In recognition of the unique condition of the High Line between West 16th and 19th streets, where it broadens and crosses over 10th Avenue, adjacent development on these blocks could receive additional floor area through . . . restoration, remediation, and implementation of the High Line open space . . . at perhaps its most prominent location.
Jamestown will turn this bonus from a reward for cultivating open space into a reward for seizing it from the park “at perhaps its most prominent location.”
Chelsea Market is at upper left in this view looking south above the High Line where it crosses Tenth Avenue. Below it, the high-rise Caledonia apartment building steps down to complement the market’s existing height and give space to the High Line where it passes through Chelsea Market. This carefully planned, fully executed and successful piece of the park’s design will be undone by a zoning change allowing a new office tower above Chelsea Market and the High Line. This change can only be said to benefit Chelsea Market’s owner, the real estate investment firm Jamestown Properties. A zoning change would have merit where there was demand for a given use, need for new space to build it, and an absence of negative impact on community resources like historic structures or a public park. All of these fundamentals condemn Jamestown’s proposal. The only demand or need are Jamestown’s, as witnessed by the block at lower right above; a few hundred feet from Chelsea Market, it’s zoned to allow office construction, but remains a parking lot. As one of two remaining lots in the Special West Chelsea District eligible for the High Line Improvement Bonus, it’s poised by design to provide the park a payout and open space in return for a floor area bonus. Its open space contribution is already designed as the park’s centerpiece, 19th Street Plaza, which will occupy the lot’s wedge of space between the High Line and Tenth Avenue. As modeled in ArchiTakes earlier, this feature will be adversely affected by Jamestown’s addition. Apparently, Robert Hammond couldn’t wait for the parking lot’s inevitable development and supported application of the High Line Improvement Bonus to Chelsea Market because Jamestown was ready to build there. The bonus’s entire open space purpose will be conveniently reversed, for Jamestown’s enrichment.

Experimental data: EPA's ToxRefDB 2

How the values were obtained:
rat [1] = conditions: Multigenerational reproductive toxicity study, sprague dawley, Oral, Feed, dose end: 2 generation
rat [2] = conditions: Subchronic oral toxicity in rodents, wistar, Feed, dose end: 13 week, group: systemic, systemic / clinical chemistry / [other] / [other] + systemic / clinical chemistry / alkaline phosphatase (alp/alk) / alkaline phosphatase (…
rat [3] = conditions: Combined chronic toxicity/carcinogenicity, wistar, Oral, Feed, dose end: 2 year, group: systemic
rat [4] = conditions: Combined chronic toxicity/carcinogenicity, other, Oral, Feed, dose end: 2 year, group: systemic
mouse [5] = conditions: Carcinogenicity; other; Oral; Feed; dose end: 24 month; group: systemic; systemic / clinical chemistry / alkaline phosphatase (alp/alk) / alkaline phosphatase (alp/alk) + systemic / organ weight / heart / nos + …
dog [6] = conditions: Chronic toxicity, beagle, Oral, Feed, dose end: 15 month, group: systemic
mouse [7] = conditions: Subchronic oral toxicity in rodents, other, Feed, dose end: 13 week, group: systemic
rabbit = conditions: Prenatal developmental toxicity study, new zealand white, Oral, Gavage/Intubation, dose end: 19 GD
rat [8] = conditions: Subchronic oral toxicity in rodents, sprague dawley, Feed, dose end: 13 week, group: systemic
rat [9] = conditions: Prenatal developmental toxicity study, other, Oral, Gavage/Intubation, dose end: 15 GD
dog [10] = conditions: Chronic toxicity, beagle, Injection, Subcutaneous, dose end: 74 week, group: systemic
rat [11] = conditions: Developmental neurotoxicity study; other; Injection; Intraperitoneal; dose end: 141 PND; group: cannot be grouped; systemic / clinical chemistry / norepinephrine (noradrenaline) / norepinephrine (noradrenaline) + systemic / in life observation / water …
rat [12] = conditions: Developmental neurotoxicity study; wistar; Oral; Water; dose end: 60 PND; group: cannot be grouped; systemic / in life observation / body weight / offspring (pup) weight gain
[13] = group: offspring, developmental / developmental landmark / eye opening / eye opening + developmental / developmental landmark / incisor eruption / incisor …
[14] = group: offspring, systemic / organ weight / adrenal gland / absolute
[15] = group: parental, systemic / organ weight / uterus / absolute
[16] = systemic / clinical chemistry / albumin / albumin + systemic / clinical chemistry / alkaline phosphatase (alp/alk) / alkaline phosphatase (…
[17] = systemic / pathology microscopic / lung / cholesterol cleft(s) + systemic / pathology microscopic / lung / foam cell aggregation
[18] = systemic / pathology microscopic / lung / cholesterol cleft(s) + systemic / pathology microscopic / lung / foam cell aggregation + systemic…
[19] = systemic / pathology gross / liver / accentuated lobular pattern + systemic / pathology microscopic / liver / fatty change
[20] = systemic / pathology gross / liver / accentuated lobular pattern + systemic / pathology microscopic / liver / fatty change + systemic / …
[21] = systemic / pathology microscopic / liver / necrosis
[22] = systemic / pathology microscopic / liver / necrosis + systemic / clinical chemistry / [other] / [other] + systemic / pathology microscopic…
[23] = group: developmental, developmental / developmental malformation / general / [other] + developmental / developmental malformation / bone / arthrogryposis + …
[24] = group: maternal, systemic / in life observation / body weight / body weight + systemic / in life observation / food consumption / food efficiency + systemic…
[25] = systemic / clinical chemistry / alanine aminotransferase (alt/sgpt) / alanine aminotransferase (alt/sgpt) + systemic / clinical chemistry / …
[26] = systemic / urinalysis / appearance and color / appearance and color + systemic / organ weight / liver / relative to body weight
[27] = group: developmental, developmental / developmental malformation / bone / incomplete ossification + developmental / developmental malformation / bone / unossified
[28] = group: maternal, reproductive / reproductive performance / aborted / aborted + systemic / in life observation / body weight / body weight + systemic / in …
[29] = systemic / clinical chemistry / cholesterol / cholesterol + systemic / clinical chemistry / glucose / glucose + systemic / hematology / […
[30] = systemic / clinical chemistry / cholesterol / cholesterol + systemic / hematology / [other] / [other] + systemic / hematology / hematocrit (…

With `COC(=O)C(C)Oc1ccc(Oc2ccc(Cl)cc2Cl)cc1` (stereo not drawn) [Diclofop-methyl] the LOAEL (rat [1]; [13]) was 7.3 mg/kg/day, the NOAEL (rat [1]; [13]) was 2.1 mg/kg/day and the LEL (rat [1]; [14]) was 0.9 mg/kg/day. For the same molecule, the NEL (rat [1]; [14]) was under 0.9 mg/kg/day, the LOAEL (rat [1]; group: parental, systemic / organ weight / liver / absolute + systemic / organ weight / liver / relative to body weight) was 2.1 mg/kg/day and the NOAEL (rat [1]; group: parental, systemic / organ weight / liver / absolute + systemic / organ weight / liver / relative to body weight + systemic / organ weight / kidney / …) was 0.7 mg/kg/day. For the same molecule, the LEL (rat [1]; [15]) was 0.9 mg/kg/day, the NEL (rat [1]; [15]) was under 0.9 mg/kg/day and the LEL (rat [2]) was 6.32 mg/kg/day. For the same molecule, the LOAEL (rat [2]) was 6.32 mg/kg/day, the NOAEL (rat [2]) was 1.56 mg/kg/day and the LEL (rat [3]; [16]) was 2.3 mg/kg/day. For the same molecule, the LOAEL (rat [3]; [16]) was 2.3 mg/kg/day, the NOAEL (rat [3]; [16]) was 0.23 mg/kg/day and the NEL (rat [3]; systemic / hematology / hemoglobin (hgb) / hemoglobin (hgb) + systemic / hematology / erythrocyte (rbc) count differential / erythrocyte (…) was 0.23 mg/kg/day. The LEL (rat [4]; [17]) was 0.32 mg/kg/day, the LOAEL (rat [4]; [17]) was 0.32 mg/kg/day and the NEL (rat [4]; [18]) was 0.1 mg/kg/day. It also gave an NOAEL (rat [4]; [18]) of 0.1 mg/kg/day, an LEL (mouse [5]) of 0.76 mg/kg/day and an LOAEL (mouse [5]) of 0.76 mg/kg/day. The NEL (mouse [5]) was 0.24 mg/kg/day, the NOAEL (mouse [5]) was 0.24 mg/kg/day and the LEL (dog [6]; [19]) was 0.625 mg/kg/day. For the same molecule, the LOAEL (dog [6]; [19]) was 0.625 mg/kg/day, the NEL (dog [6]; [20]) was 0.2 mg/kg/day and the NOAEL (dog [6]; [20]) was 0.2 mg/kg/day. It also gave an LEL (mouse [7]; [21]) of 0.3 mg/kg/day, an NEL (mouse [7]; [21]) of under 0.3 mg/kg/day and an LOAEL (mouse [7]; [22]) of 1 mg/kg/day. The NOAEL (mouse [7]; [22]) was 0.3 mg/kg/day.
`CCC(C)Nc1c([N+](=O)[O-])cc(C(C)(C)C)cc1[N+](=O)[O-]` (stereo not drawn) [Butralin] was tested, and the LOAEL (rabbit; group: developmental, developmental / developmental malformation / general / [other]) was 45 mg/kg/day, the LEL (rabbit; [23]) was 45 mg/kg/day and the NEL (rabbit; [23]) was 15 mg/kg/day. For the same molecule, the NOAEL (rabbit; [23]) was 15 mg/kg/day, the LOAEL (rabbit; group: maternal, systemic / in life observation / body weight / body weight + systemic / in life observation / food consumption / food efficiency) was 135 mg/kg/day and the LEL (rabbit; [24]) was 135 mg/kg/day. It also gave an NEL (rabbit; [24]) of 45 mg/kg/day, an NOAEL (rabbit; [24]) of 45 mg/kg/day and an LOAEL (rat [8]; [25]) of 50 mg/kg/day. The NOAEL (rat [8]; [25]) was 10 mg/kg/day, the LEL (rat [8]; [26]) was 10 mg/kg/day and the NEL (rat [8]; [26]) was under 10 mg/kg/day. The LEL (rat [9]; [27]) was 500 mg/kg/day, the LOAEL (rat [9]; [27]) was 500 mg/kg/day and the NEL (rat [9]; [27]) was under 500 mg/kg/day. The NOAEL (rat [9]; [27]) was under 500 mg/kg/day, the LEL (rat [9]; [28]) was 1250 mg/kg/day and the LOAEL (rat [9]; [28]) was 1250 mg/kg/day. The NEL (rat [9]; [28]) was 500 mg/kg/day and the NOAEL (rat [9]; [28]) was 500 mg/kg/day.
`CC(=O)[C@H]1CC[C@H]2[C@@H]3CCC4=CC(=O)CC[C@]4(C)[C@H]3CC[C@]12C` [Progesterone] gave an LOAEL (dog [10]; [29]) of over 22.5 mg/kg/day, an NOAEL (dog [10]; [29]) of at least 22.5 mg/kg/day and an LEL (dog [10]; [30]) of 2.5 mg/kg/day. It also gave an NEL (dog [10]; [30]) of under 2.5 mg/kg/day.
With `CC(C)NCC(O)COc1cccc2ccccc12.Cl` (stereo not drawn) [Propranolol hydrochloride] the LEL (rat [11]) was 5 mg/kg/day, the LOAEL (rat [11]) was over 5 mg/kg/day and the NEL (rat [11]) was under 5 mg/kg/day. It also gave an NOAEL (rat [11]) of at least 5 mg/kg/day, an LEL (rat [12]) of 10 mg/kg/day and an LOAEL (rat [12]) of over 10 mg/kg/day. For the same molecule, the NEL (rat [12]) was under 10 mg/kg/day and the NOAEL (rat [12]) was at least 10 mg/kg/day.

More on Chelsea Market:
Is the City Building Google a High Line Skybox? – July 5, 2012
High Noon at Chelsea Market – March 20, 2012
Jamestown’s Shady Plan for Chelsea Market – November 22, 2011
What New Zoning Could Mean for Chelsea Market – May 31, 2011
Saving Chelsea Market – March 22, 2011